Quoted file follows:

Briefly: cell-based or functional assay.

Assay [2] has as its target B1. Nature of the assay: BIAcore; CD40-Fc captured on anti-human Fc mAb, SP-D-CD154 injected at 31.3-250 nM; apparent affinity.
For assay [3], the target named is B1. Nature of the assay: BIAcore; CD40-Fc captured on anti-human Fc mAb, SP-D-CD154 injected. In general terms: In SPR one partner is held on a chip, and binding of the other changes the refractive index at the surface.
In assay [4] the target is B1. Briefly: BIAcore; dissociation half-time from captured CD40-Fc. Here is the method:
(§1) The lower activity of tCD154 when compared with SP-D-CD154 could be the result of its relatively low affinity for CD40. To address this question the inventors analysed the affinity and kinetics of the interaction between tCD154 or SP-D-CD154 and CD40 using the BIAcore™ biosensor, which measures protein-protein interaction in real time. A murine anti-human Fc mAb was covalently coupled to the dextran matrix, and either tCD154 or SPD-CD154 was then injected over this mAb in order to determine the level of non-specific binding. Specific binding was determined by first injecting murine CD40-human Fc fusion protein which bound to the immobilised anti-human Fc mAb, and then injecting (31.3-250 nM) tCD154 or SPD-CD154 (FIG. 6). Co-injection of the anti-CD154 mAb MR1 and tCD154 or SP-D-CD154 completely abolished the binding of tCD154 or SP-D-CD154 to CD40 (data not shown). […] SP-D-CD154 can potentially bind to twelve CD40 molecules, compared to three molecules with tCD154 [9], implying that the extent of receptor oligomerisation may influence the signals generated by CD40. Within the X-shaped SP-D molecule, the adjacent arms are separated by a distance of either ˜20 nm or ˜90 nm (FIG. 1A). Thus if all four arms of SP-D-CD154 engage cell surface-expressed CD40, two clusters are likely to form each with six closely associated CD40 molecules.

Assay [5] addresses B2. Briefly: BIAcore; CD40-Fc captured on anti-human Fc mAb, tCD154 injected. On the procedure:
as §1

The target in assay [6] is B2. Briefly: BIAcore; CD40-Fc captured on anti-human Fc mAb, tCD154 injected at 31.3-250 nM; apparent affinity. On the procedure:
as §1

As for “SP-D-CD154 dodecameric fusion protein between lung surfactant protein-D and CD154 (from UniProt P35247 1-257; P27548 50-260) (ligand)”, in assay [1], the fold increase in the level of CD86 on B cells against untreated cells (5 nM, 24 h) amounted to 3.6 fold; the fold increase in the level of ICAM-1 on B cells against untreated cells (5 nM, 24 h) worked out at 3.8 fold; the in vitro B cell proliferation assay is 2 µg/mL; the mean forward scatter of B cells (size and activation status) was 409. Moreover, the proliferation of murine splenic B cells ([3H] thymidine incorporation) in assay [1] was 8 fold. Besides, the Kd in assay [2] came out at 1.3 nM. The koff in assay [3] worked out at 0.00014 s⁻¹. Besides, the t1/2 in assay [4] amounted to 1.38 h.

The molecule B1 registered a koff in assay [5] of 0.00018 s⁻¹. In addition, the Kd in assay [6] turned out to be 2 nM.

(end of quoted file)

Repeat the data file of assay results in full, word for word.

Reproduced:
Briefly: cell-based or functional assay.

Assay [2] has as its target B1. Nature of the assay: BIAcore; CD40-Fc captured on anti-human Fc mAb, SP-D-CD154 injected at 31.3-250 nM; apparent affinity.
For assay [3], the target named is B1. Nature of the assay: BIAcore; CD40-Fc captured on anti-human Fc mAb, SP-D-CD154 injected. In general terms: In SPR one partner is held on a chip, and binding of the other changes the refractive index at the surface.
In assay [4] the target is B1. Briefly: BIAcore; dissociation half-time from captured CD40-Fc. Here is the method:
(§1) The lower activity of tCD154 when compared with SP-D-CD154 could be the result of its relatively low affinity for CD40. To address this question the inventors analysed the affinity and kinetics of the interaction between tCD154 or SP-D-CD154 and CD40 using the BIAcore™ biosensor, which measures protein-protein interaction in real time. A murine anti-human Fc mAb was covalently coupled to the dextran matrix, and either tCD154 or SPD-CD154 was then injected over this mAb in order to determine the level of non-specific binding. Specific binding was determined by first injecting murine CD40-human Fc fusion protein which bound to the immobilised anti-human Fc mAb, and then injecting (31.3-250 nM) tCD154 or SPD-CD154 (FIG. 6). Co-injection of the anti-CD154 mAb MR1 and tCD154 or SP-D-CD154 completely abolished the binding of tCD154 or SP-D-CD154 to CD40 (data not shown). […] SP-D-CD154 can potentially bind to twelve CD40 molecules, compared to three molecules with tCD154 [9], implying that the extent of receptor oligomerisation may influence the signals generated by CD40. Within the X-shaped SP-D molecule, the adjacent arms are separated by a distance of either ˜20 nm or ˜90 nm (FIG. 1A). Thus if all four arms of SP-D-CD154 engage cell surface-expressed CD40, two clusters are likely to form each with six closely associated CD40 molecules.

Assay [5] addresses B2. Briefly: BIAcore; CD40-Fc captured on anti-human Fc mAb, tCD154 injected. On the procedure:
as §1

The target in assay [6] is B2. Briefly: BIAcore; CD40-Fc captured on anti-human Fc mAb, tCD154 injected at 31.3-250 nM; apparent affinity. On the procedure:
as §1

As for “SP-D-CD154 dodecameric fusion protein between lung surfactant protein-D and CD154 (from UniProt P35247 1-257; P27548 50-260) (ligand)”, in assay [1], the fold increase in the level of CD86 on B cells against untreated cells (5 nM, 24 h) amounted to 3.6 fold; the fold increase in the level of ICAM-1 on B cells against untreated cells (5 nM, 24 h) worked out at 3.8 fold; the in vitro B cell proliferation assay is 2 µg/mL; the mean forward scatter of B cells (size and activation status) was 409. Moreover, the proliferation of murine splenic B cells ([3H] thymidine incorporation) in assay [1] was 8 fold. Besides, the Kd in assay [2] came out at 1.3 nM. The koff in assay [3] worked out at 0.00014 s⁻¹. Besides, the t1/2 in assay [4] amounted to 1.38 h.

The molecule B1 registered a koff in assay [5] of 0.00018 s⁻¹. In addition, the Kd in assay [6] turned out to be 2 nM.